The warning letter, sent March 17, 2016, says Salmonella Enteritidis was found in the company’s Detailed Answers Chicken, 8 ounce raw chicken patties, and Salmonella Kentucky was found in Detailed Answers Chicken Formula, 2 pounder.
“FDA’s concerns with Salmonella-contaminated pet foods are two-fold: safety of the animals consuming the product and safety of the humans in the same household. It is more common to have human illnesses linked to contaminated pet food or treats than it is to have an animal illness. The association between human outbreaks of salmonellosis and Salmonella-contaminated pet foods is well established by the Centers for Disease Control and Prevention (CDC),” FDA’s letter said.
FDA says that, during inspections of Lystn’s facilities and contract manufacturer in September 2015, it confirmed that Lystn “manufactured, introduced and delivered for introduction into interstate commerce, a food that is adulterated, and as such is prohibited under section 301(a) of the Federal Food, Drug and Cosmetic Act.”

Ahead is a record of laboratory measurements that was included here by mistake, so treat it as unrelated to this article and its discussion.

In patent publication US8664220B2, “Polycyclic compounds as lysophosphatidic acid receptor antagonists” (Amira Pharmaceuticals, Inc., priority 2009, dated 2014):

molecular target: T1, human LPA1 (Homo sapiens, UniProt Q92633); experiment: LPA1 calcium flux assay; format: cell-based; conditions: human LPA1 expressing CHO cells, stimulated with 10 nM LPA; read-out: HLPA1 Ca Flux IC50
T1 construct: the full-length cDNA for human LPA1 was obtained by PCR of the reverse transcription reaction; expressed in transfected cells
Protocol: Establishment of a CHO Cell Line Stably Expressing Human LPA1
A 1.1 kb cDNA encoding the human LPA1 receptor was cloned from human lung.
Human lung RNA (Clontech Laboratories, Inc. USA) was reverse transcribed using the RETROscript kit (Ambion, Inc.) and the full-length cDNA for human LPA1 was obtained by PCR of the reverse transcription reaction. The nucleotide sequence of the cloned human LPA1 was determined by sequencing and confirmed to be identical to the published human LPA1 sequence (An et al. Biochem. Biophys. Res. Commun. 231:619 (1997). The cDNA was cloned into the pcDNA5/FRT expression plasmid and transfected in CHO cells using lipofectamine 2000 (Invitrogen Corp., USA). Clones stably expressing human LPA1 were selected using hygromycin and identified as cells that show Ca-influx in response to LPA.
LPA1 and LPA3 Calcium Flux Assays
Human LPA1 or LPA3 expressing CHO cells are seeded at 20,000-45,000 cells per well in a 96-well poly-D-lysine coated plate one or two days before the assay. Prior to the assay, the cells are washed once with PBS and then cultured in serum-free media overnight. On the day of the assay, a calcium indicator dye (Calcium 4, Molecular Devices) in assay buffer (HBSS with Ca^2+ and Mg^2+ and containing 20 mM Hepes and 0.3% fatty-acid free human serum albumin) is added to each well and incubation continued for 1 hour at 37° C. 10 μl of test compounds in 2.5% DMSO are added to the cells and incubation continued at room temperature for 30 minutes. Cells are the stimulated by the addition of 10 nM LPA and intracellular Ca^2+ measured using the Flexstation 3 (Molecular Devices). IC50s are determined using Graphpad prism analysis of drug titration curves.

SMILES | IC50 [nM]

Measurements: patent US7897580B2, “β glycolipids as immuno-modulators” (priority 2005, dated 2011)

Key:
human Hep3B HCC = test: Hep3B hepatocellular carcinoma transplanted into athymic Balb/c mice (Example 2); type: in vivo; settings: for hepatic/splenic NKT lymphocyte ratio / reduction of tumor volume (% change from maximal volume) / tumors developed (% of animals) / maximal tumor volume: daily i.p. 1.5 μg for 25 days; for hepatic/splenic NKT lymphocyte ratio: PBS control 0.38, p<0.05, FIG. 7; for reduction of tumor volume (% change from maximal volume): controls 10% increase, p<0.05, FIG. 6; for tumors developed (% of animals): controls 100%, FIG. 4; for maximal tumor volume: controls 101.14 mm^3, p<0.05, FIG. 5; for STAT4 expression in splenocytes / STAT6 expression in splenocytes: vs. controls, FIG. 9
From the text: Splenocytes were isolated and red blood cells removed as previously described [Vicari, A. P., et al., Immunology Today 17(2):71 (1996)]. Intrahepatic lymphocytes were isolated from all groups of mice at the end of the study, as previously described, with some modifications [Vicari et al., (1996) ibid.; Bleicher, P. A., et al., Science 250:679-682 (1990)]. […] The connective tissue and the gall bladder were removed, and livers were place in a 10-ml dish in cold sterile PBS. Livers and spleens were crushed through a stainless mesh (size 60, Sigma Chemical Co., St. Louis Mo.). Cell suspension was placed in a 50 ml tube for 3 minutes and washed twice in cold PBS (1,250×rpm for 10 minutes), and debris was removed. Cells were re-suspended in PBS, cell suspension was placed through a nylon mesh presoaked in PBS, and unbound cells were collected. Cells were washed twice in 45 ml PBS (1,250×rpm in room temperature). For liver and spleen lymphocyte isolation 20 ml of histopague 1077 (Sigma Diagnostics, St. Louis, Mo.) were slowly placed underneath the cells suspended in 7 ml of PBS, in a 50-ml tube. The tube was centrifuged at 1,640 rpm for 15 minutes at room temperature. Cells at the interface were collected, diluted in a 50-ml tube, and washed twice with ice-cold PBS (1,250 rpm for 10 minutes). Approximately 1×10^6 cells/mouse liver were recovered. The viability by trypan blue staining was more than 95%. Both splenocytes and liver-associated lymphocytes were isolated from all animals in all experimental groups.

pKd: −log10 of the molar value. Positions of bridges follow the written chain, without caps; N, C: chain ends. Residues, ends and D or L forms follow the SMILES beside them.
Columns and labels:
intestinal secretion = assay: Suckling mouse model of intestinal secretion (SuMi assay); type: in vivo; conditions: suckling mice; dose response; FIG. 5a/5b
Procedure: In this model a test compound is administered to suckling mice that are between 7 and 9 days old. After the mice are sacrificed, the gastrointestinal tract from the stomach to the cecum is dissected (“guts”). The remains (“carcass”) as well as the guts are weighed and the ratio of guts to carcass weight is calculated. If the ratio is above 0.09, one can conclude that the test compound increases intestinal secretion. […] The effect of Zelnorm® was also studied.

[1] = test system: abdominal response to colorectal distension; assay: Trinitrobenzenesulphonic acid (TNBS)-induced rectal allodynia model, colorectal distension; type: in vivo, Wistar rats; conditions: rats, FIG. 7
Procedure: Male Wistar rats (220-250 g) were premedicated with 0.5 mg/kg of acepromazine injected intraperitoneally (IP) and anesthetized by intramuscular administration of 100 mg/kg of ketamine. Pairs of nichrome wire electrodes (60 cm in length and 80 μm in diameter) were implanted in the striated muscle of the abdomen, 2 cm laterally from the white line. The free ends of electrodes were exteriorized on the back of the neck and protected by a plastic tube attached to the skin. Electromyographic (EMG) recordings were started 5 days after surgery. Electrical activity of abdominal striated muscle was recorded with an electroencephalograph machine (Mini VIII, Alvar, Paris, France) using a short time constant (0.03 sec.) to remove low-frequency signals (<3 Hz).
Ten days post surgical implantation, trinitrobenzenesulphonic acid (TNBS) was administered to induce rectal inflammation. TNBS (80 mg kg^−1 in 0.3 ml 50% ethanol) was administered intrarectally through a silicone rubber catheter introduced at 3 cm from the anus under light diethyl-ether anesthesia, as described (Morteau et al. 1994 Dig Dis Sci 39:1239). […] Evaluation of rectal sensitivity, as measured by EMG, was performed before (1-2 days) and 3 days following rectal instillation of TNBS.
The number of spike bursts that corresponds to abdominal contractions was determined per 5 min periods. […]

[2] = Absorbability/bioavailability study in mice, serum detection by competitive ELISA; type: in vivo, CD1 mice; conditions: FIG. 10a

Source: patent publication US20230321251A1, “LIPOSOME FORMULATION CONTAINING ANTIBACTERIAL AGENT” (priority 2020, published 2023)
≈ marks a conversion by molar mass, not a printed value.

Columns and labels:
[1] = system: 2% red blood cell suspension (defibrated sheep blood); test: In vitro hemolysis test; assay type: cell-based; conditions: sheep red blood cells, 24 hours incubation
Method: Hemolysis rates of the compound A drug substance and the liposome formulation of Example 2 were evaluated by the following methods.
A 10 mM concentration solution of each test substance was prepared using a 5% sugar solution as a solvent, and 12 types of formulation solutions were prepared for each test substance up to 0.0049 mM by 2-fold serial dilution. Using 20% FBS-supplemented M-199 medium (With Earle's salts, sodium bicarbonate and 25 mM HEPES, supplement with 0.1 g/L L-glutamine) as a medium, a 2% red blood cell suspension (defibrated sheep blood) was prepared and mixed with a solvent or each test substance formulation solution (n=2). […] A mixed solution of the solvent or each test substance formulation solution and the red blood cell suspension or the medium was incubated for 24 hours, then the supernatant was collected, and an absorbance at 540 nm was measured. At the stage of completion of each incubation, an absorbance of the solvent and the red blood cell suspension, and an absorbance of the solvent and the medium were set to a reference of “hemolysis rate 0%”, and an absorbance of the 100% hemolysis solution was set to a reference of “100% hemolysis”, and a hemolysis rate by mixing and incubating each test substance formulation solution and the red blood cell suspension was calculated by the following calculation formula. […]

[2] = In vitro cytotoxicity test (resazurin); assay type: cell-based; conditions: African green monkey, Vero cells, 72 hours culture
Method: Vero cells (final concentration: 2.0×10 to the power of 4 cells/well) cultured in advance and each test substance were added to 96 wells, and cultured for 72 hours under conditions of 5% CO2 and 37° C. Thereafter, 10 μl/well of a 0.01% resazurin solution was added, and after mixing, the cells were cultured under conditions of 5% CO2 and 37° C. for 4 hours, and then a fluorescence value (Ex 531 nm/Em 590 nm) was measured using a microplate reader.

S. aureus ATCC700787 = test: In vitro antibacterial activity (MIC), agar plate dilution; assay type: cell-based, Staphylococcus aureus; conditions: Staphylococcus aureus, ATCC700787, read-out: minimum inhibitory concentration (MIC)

The letter continues: “In addition, your website makes mention to your reliance on cultured whey and montmorillonite, which are food additives, to control ‘harmful bacteria’; this is beyond their established intended use. As FDA moves forward with implementing preventive controls for food for animals within the Food Safety Modernization Act, firms will be required to validate any method to control a known or foreseeable hazard requiring a preventive control.”
FDA says Lystn also failed to file a Reportable Food Report within 24 hours as required by the Food, Drug and Cosmetic Act.
If Lystn does not “take prompt action to correct the violations described in this letter and to establish procedures to ensure that these violations do not recur,” the result may be regulatory action “without further notice such as seizure and/or injunction,” FDA said.
In a report, Lystn officials said they believe they have addressed FDA’s concerns and that FDA declined to address its follow-up questions.
The US Department of Agriculture allows a limited amount of Salmonella in poultry and other food consumed by humans, Jacqueline C. Hill, the company’s vice president of operations, product development and sales, said in a report.
“But we’re not regulated by the USDA but by the FDA, and it says pet food can’t contain any Salmonella,” Hill said. “We’re a small family company trying to make dogs and cats healthier.”
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